The first case was decided on 1/12/09 and the order can be found here. (PDF). All direct quotations below are taken from Chief Judge Alex Kosinski's order, In the Matter of Karen Golinski.
In 2008, California attorney Karen Golinski married a woman and applied to add her legal wife to her health insurance plan. She was denied because her spouse is female. Although the denial of this "valuable benefit" on the basis of sex and sexual orientation violated the Equal Employment Opportunity Plan that covers Golinski, her federal employer nonetheless refused to identify Golinski's wife as her legal spouse because he believed that doing so was barred by the Defense of Marriage Act (DOMA).
DOMA, as you will recall prohibits the federal government from recognizing same-sex relationships as marriage for any purpose, even if the same-sex marriage is recognized by a particular state. In Golinski's case, she was employed by the federal government. Thus, even though Golinski is legally married to her wife under California law, her federal employer believed himself to be barred from recognizing Golinski's marriage for purposes of providing federal spousal health insurance coverage.
In addition, her employer failed to certify Golinski for family coverage arguing that under the Federal Employee Health Benefits Act (FEHB), her wife is not considered a legal spouse under federal law and thus is not part of her "family" for purposes of the FEHB. Chief Judge Alex Kosinski, disagreed with this second argument and stated that the FEHB could be more broadly construed to allow an employer to contract "for 'family' benefits for individuals who do not qualify as spouses under federal law, but who are considered spouses under state law."
At the same time, while acknowledging Supreme Court precedent that "mere moral disapproval of homosexual conduct" does not justify treating similarly-situated gay and lesbian couples differently than heterosexual couples, the 9th Circuit declined to answer the "delicate and difficult question" of the constitutionality of DOMA. Courts are hesitant to decide broad constitutional issues if they do not have to. So, Kosinski broadly construed the FEHB to permit coverage of same-sex spouses so he would not have to decide the more broad question of DOMA's constitutionality.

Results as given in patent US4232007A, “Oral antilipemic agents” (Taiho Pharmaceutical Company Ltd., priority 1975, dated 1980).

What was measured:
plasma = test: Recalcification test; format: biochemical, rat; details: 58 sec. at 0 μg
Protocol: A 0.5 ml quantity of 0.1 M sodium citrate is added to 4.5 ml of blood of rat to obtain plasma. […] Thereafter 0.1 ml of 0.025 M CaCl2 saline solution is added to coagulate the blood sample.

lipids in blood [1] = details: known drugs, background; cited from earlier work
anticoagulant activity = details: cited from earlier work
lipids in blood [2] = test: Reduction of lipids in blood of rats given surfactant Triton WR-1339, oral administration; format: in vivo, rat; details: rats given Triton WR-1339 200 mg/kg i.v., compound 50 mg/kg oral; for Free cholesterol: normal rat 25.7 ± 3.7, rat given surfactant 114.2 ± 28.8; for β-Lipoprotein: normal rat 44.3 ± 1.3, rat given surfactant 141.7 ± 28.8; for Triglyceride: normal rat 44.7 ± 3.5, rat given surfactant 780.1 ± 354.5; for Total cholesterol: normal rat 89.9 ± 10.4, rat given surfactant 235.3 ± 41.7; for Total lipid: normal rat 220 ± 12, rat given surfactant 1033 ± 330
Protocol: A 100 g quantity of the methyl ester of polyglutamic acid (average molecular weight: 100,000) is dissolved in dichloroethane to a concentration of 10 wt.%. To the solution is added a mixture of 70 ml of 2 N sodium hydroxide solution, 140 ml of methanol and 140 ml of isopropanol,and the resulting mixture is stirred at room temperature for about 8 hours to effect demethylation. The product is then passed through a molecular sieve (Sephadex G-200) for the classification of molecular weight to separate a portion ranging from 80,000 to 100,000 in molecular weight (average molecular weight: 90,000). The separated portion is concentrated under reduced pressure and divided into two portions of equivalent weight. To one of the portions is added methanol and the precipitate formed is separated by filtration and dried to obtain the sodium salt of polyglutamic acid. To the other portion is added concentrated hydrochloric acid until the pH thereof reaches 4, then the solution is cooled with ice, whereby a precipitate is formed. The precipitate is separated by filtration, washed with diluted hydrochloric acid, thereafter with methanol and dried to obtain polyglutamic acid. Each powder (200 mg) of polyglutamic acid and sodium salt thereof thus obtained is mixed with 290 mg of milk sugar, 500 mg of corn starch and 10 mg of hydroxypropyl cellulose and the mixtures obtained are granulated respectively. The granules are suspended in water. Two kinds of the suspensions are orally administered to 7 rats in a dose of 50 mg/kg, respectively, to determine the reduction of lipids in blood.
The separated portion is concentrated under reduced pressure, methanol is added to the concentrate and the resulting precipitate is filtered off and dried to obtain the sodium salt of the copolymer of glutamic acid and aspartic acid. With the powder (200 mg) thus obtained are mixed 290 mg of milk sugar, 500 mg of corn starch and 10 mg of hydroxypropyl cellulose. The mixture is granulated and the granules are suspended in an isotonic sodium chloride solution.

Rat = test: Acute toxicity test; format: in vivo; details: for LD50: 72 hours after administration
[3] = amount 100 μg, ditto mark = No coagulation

While Kosinski, who is generally regarded as a conservative, declined the opportunity to decide a larger constitutional issue, this decision is a small victory that nicks away at the injustice of DOMA.
The second case involves Tony Sears, a federal public defender who also married his husband in 2008 and sought benefits for his spouse. Judge Stephen Reinhardt went further than Kosinski and found DOMA to be outright unconstitutional stating:
"The denial of federal benefits to same-sex spouses cannot be justified simply by a distaste for or disapproval of same-sex marriage or a desire to deprive same-sex spouses of benefits available to other spouses in order to discourage them from exercising a legal right afforded them by a state."
He went on to find DOMA to constitute unlawful discrimination.
In general, I think that these two cases will bring to light an oft-neglected issue in the marriage debate. Namely, that even if some states allow same-sex couples to legally marry, because of DOMA they still are not entitled to federal benefits and protections that heterosexual married couples can receive. I continue to maintain that the most logically consistent position for those who oppose marriage yet who also support reciprocal beneficiary laws for same-sex couples is to join us in seeking to overturn DOMA. With DOMA in place, even same-sex couples who are "only" in domestic partnerships or civil unions cannot obtain many of the federal benefits and protections that married couples can receive.